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City of the Century”.
report in the Gazette, a CBRE spokesman made a brave pitch for the site's advantages - good transportation, close to power and fibre eastments, and reasonable price.
Not reasonable enough, apparently. A year later, the Wrigley factory complex was sold to Lonbard-based Avgeris and Associates - for $5 million. Avergis's corporate focus is in the challenging industrial property field, with its website listing over 20 sites in nine different states. Over half of those properties are in the Chicago area, with over half of the nearly 3 million square feet of space listed on the website as “available”. Over one half of that vacant space comes from a single facility at 4100 West 76th Street. Avergis has only one other retail development listed on its website, at California and 47th. It appears to completely vacant.
Avgeris webpage for the site, the name “Wrigley” is nowhere to be found. Nor are any structures mentioned. The site is identified only as “3535 S. Ashland . . . just over 30 acres,” ready to “build to suit.” Reports are Avgeris is hoping to find financial salvation in that other universal antidote for urban decay: big box retailers and strip malls. No tenants have been announced or even rumored, so why the rush to destroy? Avgeris claims the usual, vague “safety” concerns are driving the demolition, but my bet is that not only the buildings but the Wrigley history and identity are seen as liabilities that need to be scrubbed clean from the site to make it financially viable.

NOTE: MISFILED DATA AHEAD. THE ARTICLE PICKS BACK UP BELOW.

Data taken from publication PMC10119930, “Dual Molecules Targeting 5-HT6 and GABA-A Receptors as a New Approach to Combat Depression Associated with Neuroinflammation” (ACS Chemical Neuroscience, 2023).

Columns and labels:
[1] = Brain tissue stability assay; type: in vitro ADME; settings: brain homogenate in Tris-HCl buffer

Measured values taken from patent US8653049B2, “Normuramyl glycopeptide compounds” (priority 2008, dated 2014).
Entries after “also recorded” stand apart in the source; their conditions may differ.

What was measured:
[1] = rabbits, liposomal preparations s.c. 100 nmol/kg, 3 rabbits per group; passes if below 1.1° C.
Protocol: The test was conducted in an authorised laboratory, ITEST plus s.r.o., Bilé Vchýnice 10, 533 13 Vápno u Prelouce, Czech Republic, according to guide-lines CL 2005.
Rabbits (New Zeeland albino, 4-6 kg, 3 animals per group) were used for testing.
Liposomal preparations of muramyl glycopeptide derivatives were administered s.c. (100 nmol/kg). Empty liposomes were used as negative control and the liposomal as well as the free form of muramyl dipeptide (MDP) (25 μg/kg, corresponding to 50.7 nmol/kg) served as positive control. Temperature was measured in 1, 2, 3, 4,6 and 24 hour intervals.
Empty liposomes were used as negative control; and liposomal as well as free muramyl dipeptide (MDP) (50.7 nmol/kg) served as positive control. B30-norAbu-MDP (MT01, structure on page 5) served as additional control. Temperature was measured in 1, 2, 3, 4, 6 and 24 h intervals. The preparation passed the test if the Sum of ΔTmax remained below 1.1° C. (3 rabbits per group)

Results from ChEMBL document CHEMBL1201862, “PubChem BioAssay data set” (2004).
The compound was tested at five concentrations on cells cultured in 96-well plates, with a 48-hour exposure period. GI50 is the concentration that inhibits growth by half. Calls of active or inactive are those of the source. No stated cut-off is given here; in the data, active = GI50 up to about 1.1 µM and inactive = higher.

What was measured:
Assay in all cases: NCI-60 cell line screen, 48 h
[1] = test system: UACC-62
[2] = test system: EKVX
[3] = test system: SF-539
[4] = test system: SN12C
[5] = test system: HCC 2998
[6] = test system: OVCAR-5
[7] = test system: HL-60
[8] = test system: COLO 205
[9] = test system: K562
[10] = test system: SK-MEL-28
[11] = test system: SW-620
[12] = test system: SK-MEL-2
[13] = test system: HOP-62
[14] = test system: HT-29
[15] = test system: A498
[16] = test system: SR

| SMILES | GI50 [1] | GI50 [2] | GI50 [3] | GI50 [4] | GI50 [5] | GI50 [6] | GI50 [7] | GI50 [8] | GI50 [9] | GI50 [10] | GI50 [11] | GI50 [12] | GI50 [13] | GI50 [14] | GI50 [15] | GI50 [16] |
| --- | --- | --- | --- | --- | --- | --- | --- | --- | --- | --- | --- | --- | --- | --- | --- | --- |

3815 South Ashland. Just a couple blocks south of the Wrigley complex, it's in another world aesthetically. Built in the 1940's, it has none of fine detailing of the older CMD buildings. With the demolition of the Ashland viaduct, the raw, now spalling bones of its revealed reinforced concrete frame, inset with matrices of small rectangular windows, is again on full display, its original spare elegance in full derelict retreat.
I've a system that's fiendishly clever,In an “expose” as part of its Broken Bonds series on the City of Chicago's burgeoning municipal debt, the Chicago Tribune made the Pershing Road complex the poster child of “indiscriminate spending”, a “boondongle” sucking up $41 million in bond money for the past nine years. Pandering to its perceived primary readership of suburbanites in the 1%, the Trib report seemed to suggest that Chicago is already Detroit, inferring that new capital projects such as police and fire stations, libraries, and saving landmarks to sustain neighborhood character, have not only been far too expensive, but probably shouldn't be done at all.
Which I learned from a croupier friend,
And I should go on winning forever
But I do seem to lose in the end.
What's the Use? from Candide, lyrics, John La Touche.
Before it imploded in its last terms, the administration of Richard M. Daley had made supporting Chicago's industrial base a major priority, but the story of how that all played out is an object lesson in how things really work in clout city.
|Galewood Yards, 1940's, photograph: Jack Delano, Library of Congress|